The Full Court of the Federal Court has considered the disclosure obligations of a person who is noted on a policy but who did not take out the cover. Basically, there are none.
American Home Assurance issued a professional indemnity policy to Company A. Company B – a subsidiary of Company A – was noted as an insured in an endorsement on the policy.
Company B ran into trouble for giving financial advice about derivatives when not licensed to do so. It sought indemnity under the policy, but the insurer declined on the basis that it had not been disclosed by Company B that it would be dealing in derivatives.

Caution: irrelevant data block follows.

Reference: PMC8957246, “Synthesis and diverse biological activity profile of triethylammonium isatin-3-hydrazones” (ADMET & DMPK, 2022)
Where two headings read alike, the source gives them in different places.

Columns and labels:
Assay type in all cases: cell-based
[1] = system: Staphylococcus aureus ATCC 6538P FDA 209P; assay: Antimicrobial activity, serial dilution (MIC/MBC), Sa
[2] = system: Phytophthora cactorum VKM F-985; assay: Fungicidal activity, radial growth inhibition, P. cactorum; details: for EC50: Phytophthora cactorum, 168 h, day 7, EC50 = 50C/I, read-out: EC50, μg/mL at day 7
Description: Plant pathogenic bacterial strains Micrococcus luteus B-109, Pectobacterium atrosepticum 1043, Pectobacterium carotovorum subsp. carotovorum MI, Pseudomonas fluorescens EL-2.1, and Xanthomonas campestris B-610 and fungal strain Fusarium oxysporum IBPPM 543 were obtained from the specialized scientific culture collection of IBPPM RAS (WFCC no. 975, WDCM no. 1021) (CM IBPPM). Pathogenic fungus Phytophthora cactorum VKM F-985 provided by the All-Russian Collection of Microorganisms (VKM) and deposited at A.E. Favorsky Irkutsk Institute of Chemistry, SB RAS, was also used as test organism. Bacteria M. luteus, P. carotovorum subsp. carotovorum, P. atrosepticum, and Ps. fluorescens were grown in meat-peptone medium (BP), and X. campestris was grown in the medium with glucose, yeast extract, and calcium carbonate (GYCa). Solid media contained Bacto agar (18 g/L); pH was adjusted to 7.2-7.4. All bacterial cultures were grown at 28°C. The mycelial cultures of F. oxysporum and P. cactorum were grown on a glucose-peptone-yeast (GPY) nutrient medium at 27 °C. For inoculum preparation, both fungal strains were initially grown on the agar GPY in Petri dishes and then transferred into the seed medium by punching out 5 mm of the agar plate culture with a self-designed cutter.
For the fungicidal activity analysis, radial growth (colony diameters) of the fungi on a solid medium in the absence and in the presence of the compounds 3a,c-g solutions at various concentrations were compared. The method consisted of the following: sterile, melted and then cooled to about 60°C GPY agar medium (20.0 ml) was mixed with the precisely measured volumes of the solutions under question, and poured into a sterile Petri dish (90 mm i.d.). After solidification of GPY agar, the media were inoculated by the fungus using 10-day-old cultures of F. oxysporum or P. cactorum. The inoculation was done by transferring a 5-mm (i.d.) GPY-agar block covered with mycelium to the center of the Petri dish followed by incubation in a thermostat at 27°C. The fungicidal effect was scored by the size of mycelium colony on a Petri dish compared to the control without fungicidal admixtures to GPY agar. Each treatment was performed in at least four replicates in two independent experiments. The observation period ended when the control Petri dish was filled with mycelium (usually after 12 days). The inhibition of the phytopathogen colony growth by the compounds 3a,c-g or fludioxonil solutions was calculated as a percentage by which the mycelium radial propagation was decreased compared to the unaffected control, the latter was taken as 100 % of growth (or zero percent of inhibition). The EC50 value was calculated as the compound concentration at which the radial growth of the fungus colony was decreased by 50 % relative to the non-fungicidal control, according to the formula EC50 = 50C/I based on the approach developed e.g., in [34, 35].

The Court unanimously confirmed Company B’s entitlement to claim, because it was noted on the policy (see section 48 of the Insurance Contracts Act), but also decided that it had no obligation of disclosure because it was not ‘an insured’ for the purpose of section 21 of the Act. So the insurer had to provide indemnity.
American Home Assurance Company v Local Government Financial Services Pty Ltd
Underwriters are frequently asked by brokers to note the interest of another party on a policy. They should think carefully before doing so, because they may be taking on an additional and different or unknown risk, often for no extra premium.